Low - Live at Vicar St
Live at Vicar St,
26th April 2022
Tickets on sale now!
Aiken Promotions & Foggy Notions
Vicar Street, Dublin, April 26th
to celebrate the announcement of a new album Hey What released September 10th on Sub Pop, and a Dublin show at Vicar Street on April 26th.
Days Like These, the first single taken from this astonishing new album is streaming now
HEY WHAT is Low’s thirteenth full-length release in twenty-seven years, and their third with producer BJ Burton. The new album finds the group focusing on their craft, staying out of the fray, and holding fast their faith to find new ways to express the discord and delight of being alive, to turn the duality of existence into hymns we can share. These ten pieces—each built around their own instantaneous, undeniable hook—are turbocharged by the vivid textures that surround them. The ineffable, familiar harmonies of Alan Sparhawk and Mimi Parker break through the chaos like a life raft. Layers of distorted sound accrete with each new verse - building, breaking, colossal then restrained, a solemn vow only whispered. There will be time to unravel and attribute meaning to the music and art of these times, but the creative moment looks FORWARD, with teeth.
Support: Divide & Dissolve
Gas Lit is the latest album by the multidimensional duo Divide and Dissolve, released via Invada Records and produced by Ruban Neilson of Unknown Mortal Orchestra.
Divide and Dissolve members Takiaya Reed (saxophone, guitar, live effects/ (Black & Tsalagi [Cherokee]) and Sylvie Nehill (drums, live effects/ (Māori) create instrumental music that is both heavy and beautiful, classically influenced yet thrillingly contemporary, and powerfully expressive and communicative. It has the ability to speak without words, and utilises frequencies to interact with the naturally occurring resonance.
The album is preceded by two singles, the first being “We Are Really Worried About You,” with its formidable saxophone sound, giving way to a surge of crushing percussion and heavy guitar riffs. The second single, “Denial,” is a potent blend of Takiaya’s ominous and unsettling sax that blows wide open into riff city for almost 8 glorious minutes. Both encapsulate their message behind the music: to undermine and destroy the white supremacist colonial framework and to fight for Indigenous Sovereignty, Black and Indigenous Liberation, Water, Earth, and Indigenous land given back.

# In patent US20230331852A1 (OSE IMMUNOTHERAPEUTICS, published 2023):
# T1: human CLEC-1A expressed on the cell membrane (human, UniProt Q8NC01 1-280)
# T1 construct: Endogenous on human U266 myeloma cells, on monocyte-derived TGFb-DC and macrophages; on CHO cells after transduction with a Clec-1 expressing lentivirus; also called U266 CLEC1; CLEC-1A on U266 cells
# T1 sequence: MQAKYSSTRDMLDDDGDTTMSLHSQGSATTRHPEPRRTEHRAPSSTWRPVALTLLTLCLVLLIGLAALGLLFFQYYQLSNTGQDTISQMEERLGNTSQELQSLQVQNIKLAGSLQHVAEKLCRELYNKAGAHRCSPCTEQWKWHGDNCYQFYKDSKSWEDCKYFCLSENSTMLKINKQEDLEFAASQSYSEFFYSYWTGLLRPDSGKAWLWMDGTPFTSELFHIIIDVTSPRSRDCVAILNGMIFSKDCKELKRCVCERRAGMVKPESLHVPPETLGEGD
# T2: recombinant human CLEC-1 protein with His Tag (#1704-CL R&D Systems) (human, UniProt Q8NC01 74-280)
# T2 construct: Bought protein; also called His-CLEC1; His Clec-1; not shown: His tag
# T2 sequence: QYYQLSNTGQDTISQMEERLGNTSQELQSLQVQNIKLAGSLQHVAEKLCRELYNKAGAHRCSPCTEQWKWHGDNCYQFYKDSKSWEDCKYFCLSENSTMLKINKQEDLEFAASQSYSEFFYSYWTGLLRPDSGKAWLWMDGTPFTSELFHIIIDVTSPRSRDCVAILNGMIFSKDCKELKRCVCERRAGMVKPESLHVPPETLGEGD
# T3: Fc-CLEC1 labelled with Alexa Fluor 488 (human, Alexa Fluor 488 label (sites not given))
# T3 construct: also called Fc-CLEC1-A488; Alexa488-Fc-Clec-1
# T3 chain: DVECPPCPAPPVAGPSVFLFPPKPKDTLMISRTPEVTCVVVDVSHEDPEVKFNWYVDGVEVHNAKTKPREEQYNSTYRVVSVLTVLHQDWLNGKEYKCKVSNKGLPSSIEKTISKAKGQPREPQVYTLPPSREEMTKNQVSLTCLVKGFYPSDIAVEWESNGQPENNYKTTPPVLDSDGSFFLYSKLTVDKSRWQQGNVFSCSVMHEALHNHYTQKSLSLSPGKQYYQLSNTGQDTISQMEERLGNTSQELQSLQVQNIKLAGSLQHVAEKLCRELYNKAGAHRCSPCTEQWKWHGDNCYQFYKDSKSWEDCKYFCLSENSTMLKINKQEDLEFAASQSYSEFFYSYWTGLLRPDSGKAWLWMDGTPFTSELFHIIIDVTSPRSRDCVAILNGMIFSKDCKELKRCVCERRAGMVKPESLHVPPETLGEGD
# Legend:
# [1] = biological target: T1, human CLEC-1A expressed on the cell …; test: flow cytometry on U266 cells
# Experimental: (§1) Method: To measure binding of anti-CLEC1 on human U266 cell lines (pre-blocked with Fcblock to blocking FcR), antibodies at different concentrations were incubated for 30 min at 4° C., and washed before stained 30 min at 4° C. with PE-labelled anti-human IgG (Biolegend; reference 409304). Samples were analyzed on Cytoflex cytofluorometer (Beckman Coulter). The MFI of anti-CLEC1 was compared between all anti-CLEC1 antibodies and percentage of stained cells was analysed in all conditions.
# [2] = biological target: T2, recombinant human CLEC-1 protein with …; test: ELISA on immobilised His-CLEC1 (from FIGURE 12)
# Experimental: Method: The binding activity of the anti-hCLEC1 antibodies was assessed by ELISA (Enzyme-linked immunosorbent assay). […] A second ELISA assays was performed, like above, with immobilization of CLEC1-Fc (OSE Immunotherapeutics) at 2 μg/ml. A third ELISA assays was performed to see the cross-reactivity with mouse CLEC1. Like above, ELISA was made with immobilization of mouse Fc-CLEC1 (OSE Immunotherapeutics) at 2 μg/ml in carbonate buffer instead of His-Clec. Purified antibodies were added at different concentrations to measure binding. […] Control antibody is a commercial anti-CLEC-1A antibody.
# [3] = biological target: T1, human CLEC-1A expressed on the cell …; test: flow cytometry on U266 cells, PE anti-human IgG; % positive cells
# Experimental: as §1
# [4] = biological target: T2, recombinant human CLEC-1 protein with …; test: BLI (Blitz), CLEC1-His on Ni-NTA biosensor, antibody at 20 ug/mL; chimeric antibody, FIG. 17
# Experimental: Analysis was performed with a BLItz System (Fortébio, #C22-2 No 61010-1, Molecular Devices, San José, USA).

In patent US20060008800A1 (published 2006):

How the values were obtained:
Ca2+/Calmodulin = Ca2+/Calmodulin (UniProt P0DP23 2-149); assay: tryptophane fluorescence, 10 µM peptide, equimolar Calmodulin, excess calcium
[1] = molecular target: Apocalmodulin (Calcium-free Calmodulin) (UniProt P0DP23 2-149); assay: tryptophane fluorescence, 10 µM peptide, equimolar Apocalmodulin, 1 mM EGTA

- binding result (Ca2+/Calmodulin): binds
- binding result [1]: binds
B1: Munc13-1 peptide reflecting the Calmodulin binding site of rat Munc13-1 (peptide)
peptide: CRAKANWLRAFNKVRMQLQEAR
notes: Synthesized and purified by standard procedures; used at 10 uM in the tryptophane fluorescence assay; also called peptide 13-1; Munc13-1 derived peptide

There is an undeniable chemistry between the two musicians when interlocked in their waves of sound. The band reveals how that connection has been there since the very beginning, “When we first started playing music together we didn’t know each other very well. However in the beginning of getting to know each other we spoke of our Indigeneity and thought it was important to share about our families. This was unique and special for us to be able to share and create a cohesive infrastructure for writing our music.”
The band continues, “Sometimes we don’t need to talk in order for others to understand what’s going on. We are also communicating with our ancestors through the music. Our ancestors help us to communicate with each other on a deeper level as well. This deep connection is able to be achieved without words.”